Late Bloomer

Years ago when my older boys were little I read to them a book called Leo the Late Bloomer by Robert Kraus.  The story was darling.  It was about a little tiger named Leo who made his father very concerned because Leo was not reading, writing, or drawing.  Leo's mom wasn't concerned because she knew her son would do all those things in his own time and she was right he did.  Leo was just a late bloomer.  Speed forward to many years later and my little Addy my child number 4 is a late bloomer.  She walked later and when it came time to go to school she performed way behind her peers.  We have debated over the last two years whether or not to hold her back, but you know what Addy is starting to bloom and she is starting to catch up to her peers.  While it may have been easier to hold her back, I think it would have crushed her little spirit.  Addy is a hard worker and with help from her teacher and the specialist at school she is starting to thrive.  We also worked with her at home by working on her sight words, reading, and using Websites like .  What I like about their site is that they are for ages Pre K-5th grade and while their website is not free it is reasonably priced at 5 dollars a month or a lifetime fee of 160 dollars. If you add up all the money I have spent in the past on workbooks I have probably spent a good fortune. They cover not just one subject like reading but also cover writing, math, and science.  They have a great board of educators behind their site and listen to this you can actually print out the worksheet which I like because it means my children aren't sitting in front of a computer screen.  You can take the sheet with you anywhere and it allows me as a parent to pick and choose which worksheets I want my child to use to reinforce a learning a concept that my child needs help with.  My children actually think the worksheets are fun.  While I am all for letting children be children and play is a great way to learn and develop my Addy needed some extra help.  Most of the time she doesn't even realize she is doing extra work because I just print out a few sheets and pop them into my purse or church bag and then when She or her two sisters say I am bored when we are sitting in a doctors office or trying to be quiet through the church service then I just hand them a worksheet.  I also like that I can print for multiple age levels at a time and that the membership isn't based on just one child. This means I can print something for my 4-year-old or for my almost 8-year-old.  Easters coming up and I will probably pop a couple of the fun mazes from the sight into their Easter Baskets.  If you are like me and have a late bloomer in your life I highly recommend this website because I know you will find a way to help your child or grandchild with their educational activities.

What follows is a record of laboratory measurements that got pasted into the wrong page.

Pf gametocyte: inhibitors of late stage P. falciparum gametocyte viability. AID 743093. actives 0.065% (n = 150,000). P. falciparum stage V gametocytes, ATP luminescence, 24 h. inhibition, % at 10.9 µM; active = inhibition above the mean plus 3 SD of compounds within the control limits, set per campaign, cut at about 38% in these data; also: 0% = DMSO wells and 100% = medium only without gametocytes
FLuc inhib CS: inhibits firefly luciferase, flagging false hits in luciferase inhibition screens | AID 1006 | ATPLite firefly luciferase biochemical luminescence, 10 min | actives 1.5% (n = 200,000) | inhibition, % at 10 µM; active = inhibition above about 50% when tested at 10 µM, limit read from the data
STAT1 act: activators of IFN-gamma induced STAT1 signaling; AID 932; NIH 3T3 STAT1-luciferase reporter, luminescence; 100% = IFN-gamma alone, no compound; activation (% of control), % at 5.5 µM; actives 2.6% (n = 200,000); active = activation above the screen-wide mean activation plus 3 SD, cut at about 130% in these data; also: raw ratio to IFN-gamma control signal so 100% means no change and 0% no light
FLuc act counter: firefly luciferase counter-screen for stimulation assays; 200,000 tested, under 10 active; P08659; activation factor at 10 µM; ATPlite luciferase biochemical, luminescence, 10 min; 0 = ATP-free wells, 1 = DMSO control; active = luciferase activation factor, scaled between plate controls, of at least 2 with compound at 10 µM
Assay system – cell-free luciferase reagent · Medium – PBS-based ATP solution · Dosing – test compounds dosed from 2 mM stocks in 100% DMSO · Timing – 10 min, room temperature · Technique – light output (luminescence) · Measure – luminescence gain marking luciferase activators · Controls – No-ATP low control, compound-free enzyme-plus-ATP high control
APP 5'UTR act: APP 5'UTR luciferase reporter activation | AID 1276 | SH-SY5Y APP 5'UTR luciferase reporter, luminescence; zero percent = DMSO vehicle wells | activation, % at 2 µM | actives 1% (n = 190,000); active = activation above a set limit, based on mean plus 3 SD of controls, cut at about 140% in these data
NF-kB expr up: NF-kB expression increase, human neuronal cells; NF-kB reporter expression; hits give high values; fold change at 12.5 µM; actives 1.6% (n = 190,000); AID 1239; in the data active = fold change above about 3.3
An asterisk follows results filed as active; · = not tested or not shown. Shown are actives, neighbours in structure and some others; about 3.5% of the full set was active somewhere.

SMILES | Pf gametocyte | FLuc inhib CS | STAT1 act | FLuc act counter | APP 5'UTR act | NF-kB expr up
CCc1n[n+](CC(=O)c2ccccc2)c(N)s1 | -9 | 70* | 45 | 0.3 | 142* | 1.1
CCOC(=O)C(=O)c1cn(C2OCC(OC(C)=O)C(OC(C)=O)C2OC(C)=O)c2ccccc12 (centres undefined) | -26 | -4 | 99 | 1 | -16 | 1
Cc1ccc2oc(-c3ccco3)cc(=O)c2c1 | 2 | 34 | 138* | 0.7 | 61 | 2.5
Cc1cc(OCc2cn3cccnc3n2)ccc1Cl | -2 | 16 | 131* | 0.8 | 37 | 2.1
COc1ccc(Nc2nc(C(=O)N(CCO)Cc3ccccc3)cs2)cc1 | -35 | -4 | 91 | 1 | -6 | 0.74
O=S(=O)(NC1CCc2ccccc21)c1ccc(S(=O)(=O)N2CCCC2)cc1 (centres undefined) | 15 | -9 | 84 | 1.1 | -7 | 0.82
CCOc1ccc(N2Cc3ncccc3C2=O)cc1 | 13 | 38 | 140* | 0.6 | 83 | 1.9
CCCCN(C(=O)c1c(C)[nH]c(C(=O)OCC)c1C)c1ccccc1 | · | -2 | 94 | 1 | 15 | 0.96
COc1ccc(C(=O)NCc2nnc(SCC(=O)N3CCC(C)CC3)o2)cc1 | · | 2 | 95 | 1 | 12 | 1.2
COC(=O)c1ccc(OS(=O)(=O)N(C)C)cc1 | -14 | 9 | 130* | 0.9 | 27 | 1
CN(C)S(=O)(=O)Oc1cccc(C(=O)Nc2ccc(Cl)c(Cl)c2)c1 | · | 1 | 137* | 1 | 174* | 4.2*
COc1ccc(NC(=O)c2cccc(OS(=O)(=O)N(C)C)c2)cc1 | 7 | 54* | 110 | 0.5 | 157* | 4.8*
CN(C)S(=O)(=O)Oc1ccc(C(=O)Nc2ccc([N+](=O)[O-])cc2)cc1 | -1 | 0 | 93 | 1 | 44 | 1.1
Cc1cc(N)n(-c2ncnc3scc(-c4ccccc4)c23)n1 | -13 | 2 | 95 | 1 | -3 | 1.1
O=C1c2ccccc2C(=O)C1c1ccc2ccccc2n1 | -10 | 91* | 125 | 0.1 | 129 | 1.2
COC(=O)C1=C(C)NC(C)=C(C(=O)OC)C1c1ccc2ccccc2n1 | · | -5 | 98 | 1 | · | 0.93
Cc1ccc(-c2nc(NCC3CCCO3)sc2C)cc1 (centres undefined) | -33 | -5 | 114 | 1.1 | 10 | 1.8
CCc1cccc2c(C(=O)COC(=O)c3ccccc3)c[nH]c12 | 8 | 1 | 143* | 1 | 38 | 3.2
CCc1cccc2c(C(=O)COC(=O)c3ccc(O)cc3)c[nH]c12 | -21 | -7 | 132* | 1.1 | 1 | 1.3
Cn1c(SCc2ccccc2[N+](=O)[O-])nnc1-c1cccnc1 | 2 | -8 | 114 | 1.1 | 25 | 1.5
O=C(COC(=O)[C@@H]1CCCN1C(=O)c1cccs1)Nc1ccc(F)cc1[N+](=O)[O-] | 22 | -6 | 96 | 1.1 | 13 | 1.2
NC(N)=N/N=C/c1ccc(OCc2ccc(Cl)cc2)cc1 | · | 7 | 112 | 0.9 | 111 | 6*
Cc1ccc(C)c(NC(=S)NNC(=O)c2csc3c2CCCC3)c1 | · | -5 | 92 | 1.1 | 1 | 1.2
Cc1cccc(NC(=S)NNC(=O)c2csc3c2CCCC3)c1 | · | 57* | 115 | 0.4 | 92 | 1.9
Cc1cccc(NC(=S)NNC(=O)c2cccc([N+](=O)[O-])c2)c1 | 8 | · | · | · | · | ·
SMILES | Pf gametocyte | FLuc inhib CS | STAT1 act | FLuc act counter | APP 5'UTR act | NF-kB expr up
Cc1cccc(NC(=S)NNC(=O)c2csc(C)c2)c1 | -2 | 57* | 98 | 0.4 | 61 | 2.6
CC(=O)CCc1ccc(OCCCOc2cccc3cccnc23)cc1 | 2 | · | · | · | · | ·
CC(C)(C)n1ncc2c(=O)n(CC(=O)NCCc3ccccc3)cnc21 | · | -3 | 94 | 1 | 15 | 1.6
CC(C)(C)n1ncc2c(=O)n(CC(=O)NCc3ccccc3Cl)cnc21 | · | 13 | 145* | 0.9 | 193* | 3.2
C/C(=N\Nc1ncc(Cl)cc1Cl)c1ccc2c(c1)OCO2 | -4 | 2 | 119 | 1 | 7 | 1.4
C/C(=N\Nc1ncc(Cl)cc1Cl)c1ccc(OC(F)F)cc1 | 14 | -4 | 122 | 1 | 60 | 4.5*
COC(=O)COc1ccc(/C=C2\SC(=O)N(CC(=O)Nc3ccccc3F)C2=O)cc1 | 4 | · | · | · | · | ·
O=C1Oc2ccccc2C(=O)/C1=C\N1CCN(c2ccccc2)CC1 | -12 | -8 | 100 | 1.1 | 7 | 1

you can also find free worksheets by following this link. This post was not paid and all opinions are strictly my own.


italiafinlandia said…
All the best to your child!
William Kendall said…
I was something of a late bloomer. Didn't say a word until I was four.
Unknown said…
You might consider testing her for a learning difference. There is a school in Georgia,, and they might be able to help you find a professional in your area. By law here in CA, all the parent has to do is to write to the elementary school and request that their student be tested. The school will hold a meeting with the parents. If you stay firm with your request, the school will p test her. My daughter is dyslexic and she went to Chartwell School,, here in Monterey, CA. It is a fantastic school and there was much more to learning than reading, writing, or math. It was the ability for the school to hone in on the specific area of her learning difference. The school did a fantastic job on the psychological part of learning and emphasized that students learn differently. She mainstreamed back for high school, took the harvest track in school, and was valedictorian. I would urge you to test your daughter and figure out if she has a learning difference or if she is truly a late bloomer. (If she has a learning difference and it is diagnosed than you can request extra time for high school and national tests like the SAT. Keep all documentation, all test scores, teacher notes, tutoring receipts because you will be required to show theses to College Board, etc. My best to you
You are addressing an interesting problem!Am glad for Addy that she is catching up with the others. I had a similar problem - at high school I had a horrible time, wasted two years by not being passed on, but became an A-student in college and after. Some kids just have a different learning pattern and do not well in the normal school system. It also can be hereditary. Two of my grands have similar problems in high school. Thank you for sharing this with All Seasons- hope this gives hope to some parents with their kids. Have a lovely week, Kelleyn!
Jeanna said…
I can see how diving into a clean new worksheet can be fun. That's a great resource, I hope people take advantage of it.
Su-sieee! Mac said…
You're a great mom! That's a wonderful way to help late bloomers.
Thanks for an informative post based on your own experiences, Kelleyn. Glad that Addy is thriving and the site sounds like a good one which may help others in a similar situation.
She has such a lovely smile.

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